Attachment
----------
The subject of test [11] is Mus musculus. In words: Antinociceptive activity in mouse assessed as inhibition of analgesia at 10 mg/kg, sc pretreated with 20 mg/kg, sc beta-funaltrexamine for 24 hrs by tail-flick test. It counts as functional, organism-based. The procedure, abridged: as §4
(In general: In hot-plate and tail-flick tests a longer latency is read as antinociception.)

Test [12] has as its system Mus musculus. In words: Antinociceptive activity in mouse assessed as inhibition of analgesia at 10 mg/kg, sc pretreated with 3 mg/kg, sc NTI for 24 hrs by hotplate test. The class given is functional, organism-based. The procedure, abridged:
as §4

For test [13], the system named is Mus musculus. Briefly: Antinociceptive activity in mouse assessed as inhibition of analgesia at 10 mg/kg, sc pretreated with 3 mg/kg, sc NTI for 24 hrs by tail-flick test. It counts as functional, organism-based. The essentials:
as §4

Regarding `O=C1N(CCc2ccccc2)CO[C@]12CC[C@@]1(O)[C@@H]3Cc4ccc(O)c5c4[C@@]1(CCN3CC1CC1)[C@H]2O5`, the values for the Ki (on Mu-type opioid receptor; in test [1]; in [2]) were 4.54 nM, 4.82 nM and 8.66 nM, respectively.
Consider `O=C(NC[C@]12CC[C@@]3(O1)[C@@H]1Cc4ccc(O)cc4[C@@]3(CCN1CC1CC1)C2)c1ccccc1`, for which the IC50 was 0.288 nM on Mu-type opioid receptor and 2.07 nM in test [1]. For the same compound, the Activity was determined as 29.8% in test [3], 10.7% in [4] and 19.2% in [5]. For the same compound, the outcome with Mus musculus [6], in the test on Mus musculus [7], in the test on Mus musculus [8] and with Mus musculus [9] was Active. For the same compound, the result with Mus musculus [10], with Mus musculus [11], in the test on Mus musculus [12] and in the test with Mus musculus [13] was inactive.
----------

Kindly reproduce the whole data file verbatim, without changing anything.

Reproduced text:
The subject of test [11] is Mus musculus. In words: Antinociceptive activity in mouse assessed as inhibition of analgesia at 10 mg/kg, sc pretreated with 20 mg/kg, sc beta-funaltrexamine for 24 hrs by tail-flick test. It counts as functional, organism-based. The procedure, abridged: as §4
(In general: In hot-plate and tail-flick tests a longer latency is read as antinociception.)

Test [12] has as its system Mus musculus. In words: Antinociceptive activity in mouse assessed as inhibition of analgesia at 10 mg/kg, sc pretreated with 3 mg/kg, sc NTI for 24 hrs by hotplate test. The class given is functional, organism-based. The procedure, abridged:
as §4

For test [13], the system named is Mus musculus. Briefly: Antinociceptive activity in mouse assessed as inhibition of analgesia at 10 mg/kg, sc pretreated with 3 mg/kg, sc NTI for 24 hrs by tail-flick test. It counts as functional, organism-based. The essentials:
as §4

Regarding `O=C1N(CCc2ccccc2)CO[C@]12CC[C@@]1(O)[C@@H]3Cc4ccc(O)c5c4[C@@]1(CCN3CC1CC1)[C@H]2O5`, the values for the Ki (on Mu-type opioid receptor; in test [1]; in [2]) were 4.54 nM, 4.82 nM and 8.66 nM, respectively.
Consider `O=C(NC[C@]12CC[C@@]3(O1)[C@@H]1Cc4ccc(O)cc4[C@@]3(CCN1CC1CC1)C2)c1ccccc1`, for which the IC50 was 0.288 nM on Mu-type opioid receptor and 2.07 nM in test [1]. For the same compound, the Activity was determined as 29.8% in test [3], 10.7% in [4] and 19.2% in [5]. For the same compound, the outcome with Mus musculus [6], in the test on Mus musculus [7], in the test on Mus musculus [8] and with Mus musculus [9] was Active. For the same compound, the result with Mus musculus [10], with Mus musculus [11], in the test on Mus musculus [12] and in the test with Mus musculus [13] was inactive.